« Reply #4 on: April 17, 2014, 09:04:44 PM »
it is the stock 1980 intake, not sure exactly which one it is.

i havent tried any different plugs yet.  it could probably stand a heat range colder

i welded up the factory ports on the header so cant do air/fuel unless i added a bung, didnt think id have to be that precise going by rough suggested guidelines for this swap that i read on this forum.

ive never had any luck with the power valve blocker on street cars, only on circle track stuff,  i see what youre saying though.  i will try setting idle screws with the vacuum gauge.  i did it starting at 1 1/2 (factory recomendation) and listened for increase in rpm,  seemed to like around 1 1/4,  i'll verify with the gauge this time.  would you ever this small of an engine like more than the 1 1/2 turns out?

i always tend to set idle speed lower than you probably  should, like the lope sound on a v8, im new to the 4 cyl world but always thought they liked a little more idle speed to stop the shake and vibration and make it a little easier on them off idle getting going. this assumption could be wrong.  we have no tach in the car but i could probably borrow a tach dwell.

accelerator pump shot timing has had an effect on the issue,  i suppose i should focus there, havent tried any bigger squirters yet.  tried a bunch of cams in both positions.  a friend thought maybe going to a 50cc pump might help.  ive tried the holley suggested .015" gap, no gap, 1/16" gap, has been best with slight gap right around the suggested .015"

the plugs were in the car when we bought it.  i was planning on replacing them once i got the carb right but i suppose i may need to get a set now to get an accurate reading.  i will check timing as well.  not sure what to set these motors to.  im used to setting total ith the chevy small blocks at 34-36.  i tried ported vacuum as well as manifold vacuum.  seemed better at manifold.  ive had it explained to me before that manifold vacuum is most beneficial to a street driven motor to have the advance at idle to keep temps down, while ported vacuum was an early emissions strategy to keep exhaust temps upand nothing more than that.  with that being said, what is acceptable initial timing if i run manifold vacuum and what is the number im shooting for total?

Offline kerryann

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Re: Flat spot with Holley 350 carb
« Reply #5 on: April 17, 2014, 09:48:29 PM »
thinking about it further i think the the transfer slots being open too much may be an issue here.  im going to check that first.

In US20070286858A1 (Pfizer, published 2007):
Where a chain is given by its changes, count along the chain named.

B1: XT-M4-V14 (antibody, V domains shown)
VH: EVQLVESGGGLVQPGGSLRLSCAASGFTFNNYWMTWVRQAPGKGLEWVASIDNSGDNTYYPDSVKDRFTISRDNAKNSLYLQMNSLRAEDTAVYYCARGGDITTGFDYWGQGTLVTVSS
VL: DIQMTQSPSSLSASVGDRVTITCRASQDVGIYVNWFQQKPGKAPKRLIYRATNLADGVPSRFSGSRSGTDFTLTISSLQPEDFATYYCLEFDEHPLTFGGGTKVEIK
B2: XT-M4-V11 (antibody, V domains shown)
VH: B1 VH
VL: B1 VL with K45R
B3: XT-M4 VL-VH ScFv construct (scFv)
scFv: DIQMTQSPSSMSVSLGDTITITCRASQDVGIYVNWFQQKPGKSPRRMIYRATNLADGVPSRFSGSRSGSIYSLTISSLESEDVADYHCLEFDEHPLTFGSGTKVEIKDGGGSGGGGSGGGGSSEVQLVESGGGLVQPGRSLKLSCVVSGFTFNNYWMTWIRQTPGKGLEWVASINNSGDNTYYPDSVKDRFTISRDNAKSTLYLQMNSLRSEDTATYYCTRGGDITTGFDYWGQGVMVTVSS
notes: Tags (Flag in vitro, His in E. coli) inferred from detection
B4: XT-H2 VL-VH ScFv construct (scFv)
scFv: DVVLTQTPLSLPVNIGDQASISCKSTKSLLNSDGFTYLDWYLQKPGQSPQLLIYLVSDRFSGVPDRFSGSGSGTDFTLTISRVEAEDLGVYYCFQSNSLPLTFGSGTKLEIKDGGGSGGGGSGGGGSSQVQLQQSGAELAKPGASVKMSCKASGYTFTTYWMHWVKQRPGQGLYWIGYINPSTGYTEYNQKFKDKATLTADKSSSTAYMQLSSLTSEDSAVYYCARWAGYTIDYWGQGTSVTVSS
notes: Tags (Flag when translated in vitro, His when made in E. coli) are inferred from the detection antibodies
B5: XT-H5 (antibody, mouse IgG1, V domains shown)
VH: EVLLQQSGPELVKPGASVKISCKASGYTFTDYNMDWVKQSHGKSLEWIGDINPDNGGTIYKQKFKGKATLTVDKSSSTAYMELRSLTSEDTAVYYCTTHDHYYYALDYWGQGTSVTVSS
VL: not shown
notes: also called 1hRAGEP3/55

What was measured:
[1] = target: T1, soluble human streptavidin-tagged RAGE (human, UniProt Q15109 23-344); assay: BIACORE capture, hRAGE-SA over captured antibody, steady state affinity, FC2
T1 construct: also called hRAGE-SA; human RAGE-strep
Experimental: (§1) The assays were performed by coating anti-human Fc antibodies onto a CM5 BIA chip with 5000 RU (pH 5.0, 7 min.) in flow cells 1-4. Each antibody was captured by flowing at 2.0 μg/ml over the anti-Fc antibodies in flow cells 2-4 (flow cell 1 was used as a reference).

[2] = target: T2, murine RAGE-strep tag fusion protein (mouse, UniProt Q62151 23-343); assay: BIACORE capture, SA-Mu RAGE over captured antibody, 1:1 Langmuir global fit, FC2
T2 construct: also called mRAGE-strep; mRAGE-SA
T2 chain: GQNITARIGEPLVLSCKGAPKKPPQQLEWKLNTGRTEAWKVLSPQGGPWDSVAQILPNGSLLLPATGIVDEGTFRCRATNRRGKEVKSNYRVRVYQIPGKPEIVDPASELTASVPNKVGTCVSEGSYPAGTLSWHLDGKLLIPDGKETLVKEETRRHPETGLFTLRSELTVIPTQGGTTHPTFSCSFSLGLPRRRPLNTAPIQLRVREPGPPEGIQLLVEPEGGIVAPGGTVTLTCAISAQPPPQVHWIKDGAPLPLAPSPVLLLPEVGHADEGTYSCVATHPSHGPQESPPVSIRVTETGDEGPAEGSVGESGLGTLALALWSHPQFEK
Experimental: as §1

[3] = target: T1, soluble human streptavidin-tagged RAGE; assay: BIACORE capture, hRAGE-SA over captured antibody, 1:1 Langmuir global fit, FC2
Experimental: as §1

Offline amc49

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Re: Flat spot with Holley 350 carb
« Reply #6 on: April 19, 2014, 12:57:39 AM »
Good deal.

The power valve plug is ONLY FOR TESTING, I NEVER advocate leaving them out FYI. A major mistake, leaving it out severely curtails your tuning options and always compromises the carb setup. You plug only to do low speed easy driving to determine your idle, off-idle and cruise setups.

I personally never use any gap in pump cam, I want it on as instantly as I can get it, regardless of what the carb or the car. You will always have a spot in there where suddenly opening the throttle will drop vacuum unless very slowly doing it, the lag in pump shot just adds to any potential flat spot. Most of my experience though was with ball check valve in pump and not much with the silicone valve, the slight gap may be necessary to stop silicone valve from feeding as fuel bowl warms to hot. In my view the ball check taking a millisecond to seal made up for the gap so I didn't set with a gap. Any weight under shooter means less or no gap either. Again, takes time to override the weight.

You may be right with manifold vacuum, I've run into that as well vs. ported. Go by the engine and screw all the theory. Believe what your eyes and ears show you. Ported vacuum was developed simply to kill vacuum at idle to kill NOx emission, NOx raises greatly at any timing before TDC. Old emissions passing trick if failing NOx, you back timing down, car runs like crap of course, pass test and bring it back up again. Backing it down makes HC go up (when tuning the two always go opposite each other) but it can be brought down other ways. Try like 10 and 34-36, higher at idle helps any flat spots provided it doesn't ping. Your vac advance unit may determine your range. Since you're after curing a flat spot then set at idle and let top end power suffer if needed till you sort the flat spot out.


Offline amc49

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Re: Flat spot with Holley 350 carb
« Reply #7 on: April 19, 2014, 01:02:35 AM »
Since just basically a stock motor there I'd use stock heat range or possibly one stage colder. The stock should work though. I use the brand of plug the car comes with, Autolite or Motorcraft for Ford, AC for GM, Champion for Mopar, etc. I see no difference in any plug on the planet except that the OEM will match the heat range requirement better than someone elses', they commonly split heat ranges to fit their product in other cars.

The plugs I loathe are like Splitfire or E-3, use them and you got took brother, no other way to put it. Gimmick plugs are garbage.

Offline kerryann

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Re: Flat spot with Holley 350 carb
« Reply #8 on: April 19, 2014, 08:34:20 AM »
there is a stock motorcraft plug in the car.  i'll get the number.  had the gimmick plugs in a chevy we bought and they fouled up fairly quick.  threw in a used set of autolites and havent had an issue since.

sticker calls for 6 degrees initial but this was a heavy emissions controlled car from the factory.  all that stuff is gone so im going to check and bump it ahead if its that low.  i'll shoot for 10 to start and see what we get.

ive had the carb apart a few times but cant remember if this one is the ball or the rubber check valve.  didnt look to see if the needle/weight under the squirter was there either.  ive had issues with them gumming up before.  can you run without it?